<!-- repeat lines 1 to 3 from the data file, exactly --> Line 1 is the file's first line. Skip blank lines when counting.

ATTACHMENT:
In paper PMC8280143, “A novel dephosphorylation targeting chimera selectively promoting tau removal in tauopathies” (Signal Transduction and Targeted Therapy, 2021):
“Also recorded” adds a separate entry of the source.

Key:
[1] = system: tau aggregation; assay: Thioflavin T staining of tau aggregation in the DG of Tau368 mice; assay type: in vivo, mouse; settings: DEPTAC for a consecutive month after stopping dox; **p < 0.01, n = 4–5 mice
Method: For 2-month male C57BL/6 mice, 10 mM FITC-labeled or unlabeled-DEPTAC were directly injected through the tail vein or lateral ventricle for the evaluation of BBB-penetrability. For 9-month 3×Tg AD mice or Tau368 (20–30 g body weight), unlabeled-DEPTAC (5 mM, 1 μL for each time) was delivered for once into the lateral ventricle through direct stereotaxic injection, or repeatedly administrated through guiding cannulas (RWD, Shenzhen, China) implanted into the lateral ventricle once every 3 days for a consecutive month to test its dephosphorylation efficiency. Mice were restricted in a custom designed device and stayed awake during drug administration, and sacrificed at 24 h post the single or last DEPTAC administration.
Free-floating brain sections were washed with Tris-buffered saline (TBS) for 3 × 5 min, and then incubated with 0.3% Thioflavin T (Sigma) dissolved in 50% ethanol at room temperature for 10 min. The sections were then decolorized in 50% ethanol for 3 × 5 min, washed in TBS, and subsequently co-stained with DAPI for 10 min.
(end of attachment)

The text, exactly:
In paper PMC8280143, “A novel dephosphorylation targeting chimera selectively promoting tau removal in tauopathies” (Signal Transduction and Targeted Therapy, 2021):
“Also recorded” adds a separate entry of the source.

Key: